Oct 26, 2012
Criminal elements are exploiting the mistrust between communities to spread fear and hatred and to cause large-scale loss of human lives, the UN said.
Spokesperson for UN Secretary-General Ban Ki-moon has termed the most recent outbreak of communal violence in five townships in Myanmar’s Rakhine as deeply troubling.
“The widening mistrust between the communities is being exploited by militant and criminal elements to cause large-scale loss of human lives, material destruction, displaced families, as well as fear, humiliation and hatred affecting the people from all walks of life,” he said. The spokesperson added that the Secretary-General has noted the clear recognition at the highest political levels in Myanmar of the need to contain this communal violence.
Quoting Ban Ki-moon, he said the UN Secretary-General has called on the authorities to take urgent and effective action to bring under control all cases of lawlessness. “The vigilante attacks, targeted threats and extremist rhetoric must be stopped. If this is not done, the fabric of social order could be irreparably damaged and the reform and opening up process being currently pursued by the Government is likely to be jeopardized,” the spokesperson quoting Ki-moon said.
Praising Myanmar for striving to be an example of tolerance and moderation in Asia and the world, the UN said, “Such events must not be allowed to tarnish its efforts. The United Nations is ready to do whatever is necessary to alleviate the situation and bring tranquillity and harmony to the region.”
In another development, Tomás Ojea Quintana , Special Rapporteur on the situation of human rights in Myanmar, said the Government and all stakeholders in Myanmar must tackle all human rights challenges for democratic transition and national reconciliation to progress. Human rights considerations must shape the process of economic growth, legislative reform and institutional change, he said.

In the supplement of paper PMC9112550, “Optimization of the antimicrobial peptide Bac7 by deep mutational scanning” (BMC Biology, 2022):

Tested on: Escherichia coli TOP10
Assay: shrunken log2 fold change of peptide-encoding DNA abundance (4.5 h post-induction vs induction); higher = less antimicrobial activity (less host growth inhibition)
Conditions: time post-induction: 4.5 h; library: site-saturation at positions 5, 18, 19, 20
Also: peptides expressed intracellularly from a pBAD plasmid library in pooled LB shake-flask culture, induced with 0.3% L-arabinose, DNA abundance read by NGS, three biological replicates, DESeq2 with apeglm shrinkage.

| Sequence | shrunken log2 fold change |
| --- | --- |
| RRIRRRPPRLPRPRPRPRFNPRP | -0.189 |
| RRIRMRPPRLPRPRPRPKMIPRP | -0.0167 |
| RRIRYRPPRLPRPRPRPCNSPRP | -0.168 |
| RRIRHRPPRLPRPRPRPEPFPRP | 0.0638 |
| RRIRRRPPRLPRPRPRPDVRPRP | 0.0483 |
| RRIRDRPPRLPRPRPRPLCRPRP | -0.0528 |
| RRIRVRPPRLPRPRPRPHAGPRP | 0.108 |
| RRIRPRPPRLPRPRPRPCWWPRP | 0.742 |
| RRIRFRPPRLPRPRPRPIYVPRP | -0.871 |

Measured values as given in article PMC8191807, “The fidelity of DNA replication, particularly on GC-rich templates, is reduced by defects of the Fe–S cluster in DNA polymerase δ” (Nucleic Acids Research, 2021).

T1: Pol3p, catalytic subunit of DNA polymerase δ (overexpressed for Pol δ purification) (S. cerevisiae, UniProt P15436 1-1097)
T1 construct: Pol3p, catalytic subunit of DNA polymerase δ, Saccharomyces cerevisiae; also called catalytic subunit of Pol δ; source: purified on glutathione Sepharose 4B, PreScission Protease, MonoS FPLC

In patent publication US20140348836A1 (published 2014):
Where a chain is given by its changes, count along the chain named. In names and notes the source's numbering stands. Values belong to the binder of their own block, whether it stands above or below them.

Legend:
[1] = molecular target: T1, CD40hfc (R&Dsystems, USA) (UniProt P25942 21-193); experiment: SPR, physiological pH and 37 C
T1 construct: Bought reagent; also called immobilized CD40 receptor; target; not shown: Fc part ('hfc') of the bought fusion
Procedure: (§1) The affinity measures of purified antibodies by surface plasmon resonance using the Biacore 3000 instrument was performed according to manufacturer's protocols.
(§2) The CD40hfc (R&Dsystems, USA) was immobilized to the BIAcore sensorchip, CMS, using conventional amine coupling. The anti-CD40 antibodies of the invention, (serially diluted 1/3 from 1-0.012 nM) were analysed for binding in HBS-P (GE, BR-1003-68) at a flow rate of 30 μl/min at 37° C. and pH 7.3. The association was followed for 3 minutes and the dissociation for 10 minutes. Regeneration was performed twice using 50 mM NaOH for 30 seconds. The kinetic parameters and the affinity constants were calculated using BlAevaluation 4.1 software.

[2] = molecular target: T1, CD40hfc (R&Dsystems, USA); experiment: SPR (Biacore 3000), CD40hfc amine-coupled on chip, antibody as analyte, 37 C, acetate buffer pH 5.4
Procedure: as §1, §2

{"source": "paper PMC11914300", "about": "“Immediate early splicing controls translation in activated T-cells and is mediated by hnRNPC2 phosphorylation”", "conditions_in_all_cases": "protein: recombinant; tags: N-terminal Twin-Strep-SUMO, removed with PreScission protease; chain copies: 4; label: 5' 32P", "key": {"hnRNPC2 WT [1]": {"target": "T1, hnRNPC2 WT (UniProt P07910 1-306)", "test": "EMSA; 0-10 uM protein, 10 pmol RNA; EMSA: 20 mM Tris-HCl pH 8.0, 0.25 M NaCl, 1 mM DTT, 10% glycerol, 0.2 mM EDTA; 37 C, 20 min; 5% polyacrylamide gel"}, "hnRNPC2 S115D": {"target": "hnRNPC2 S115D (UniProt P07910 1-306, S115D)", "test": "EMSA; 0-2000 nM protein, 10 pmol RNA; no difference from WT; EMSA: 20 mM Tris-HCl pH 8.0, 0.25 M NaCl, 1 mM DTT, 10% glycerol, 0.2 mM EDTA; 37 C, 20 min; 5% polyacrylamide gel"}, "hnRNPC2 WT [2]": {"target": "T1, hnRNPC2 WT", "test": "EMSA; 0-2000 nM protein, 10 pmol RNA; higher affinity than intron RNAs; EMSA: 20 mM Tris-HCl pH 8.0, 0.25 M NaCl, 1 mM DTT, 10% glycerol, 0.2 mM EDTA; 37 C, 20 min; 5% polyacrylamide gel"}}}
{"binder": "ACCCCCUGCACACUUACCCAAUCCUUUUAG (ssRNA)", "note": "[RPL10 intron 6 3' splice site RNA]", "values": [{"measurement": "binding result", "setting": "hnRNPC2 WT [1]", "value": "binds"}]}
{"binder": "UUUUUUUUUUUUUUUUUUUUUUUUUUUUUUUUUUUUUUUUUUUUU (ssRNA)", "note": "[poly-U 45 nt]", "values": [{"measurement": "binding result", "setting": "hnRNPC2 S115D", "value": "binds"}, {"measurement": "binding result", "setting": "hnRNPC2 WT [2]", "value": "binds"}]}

While the fast pace of reform in Myanmar was encouraging, bolder steps were needed to end persistent right violations, particularly in strife-torn border areas, that were testing the country’s nascent democracy, Quintana said. “I’m concerned that violence has continued and that more people have lost their lives and homes in recent days,” he said pointing to sectarian violence between Rohingya Muslims and Buddhists in Rakhine State, in the west, which had left 88 people dead, 858 detained and 70,000 displaced.
Praising the Myanmar Government’s move to set up an independent Investigation Commission into the matter as an important first step to hold perpetrators to account, he urged the Government to address the deep-rooted ethnic and religious prejudices and discrimination fuelling tension and conflict between the Buddhist and Muslims communities. He also called for a review of the 1982 Citizenship Act, and a new Government policy that would integrate, rather than segregate, the two groups.
While lauding the Government’s progress in negotiating ceasefires with ethnic armed groups, he pointed to allegations of continued attacks on civilians, extrajudicial killings, sexual violence, internal displacement, torture, forced labour, and the continued recruitment of child soldiers and landmine use by all parties to the conflict in Kachin state.
The Government must, he stated, address all such allegations and allow United Nations and aid agencies full access to people in need of humanitarian relief in all areas. Quintana also urged further lifting of restrictions on the media and freedom of expression, setting up a truth commission to address past rights violations, and institutional and legal reforms to bolster land and housing rights in the face of land confiscations by Government forces and large private companies.
When asked if the Myanmar Government was ready to make amends for the recent massacres of the Rohingya communities, Quintana said that there clearly was endemic discrimination against Rohingya people in Myanmar. “While some Government officials were ready to listen and find solutions, there were no concrete steps to address the root causes of the problem.
The report of the Government’s Investigation Commission into the matter was due in mid-November, but its release would likely be postponed. In the meantime, there were huge street demonstrations against the United Nations and the Rohingya population,” he said.
When asked if he had visited Rohingya communities that had fled to Bangladesh and whether the United Nations was doing enough to help them, he said his mandate specifically covered the situation in Myanmar. He noted, however, that UNHCR was working hard to protect civilians fleeing Myanmar to other nations.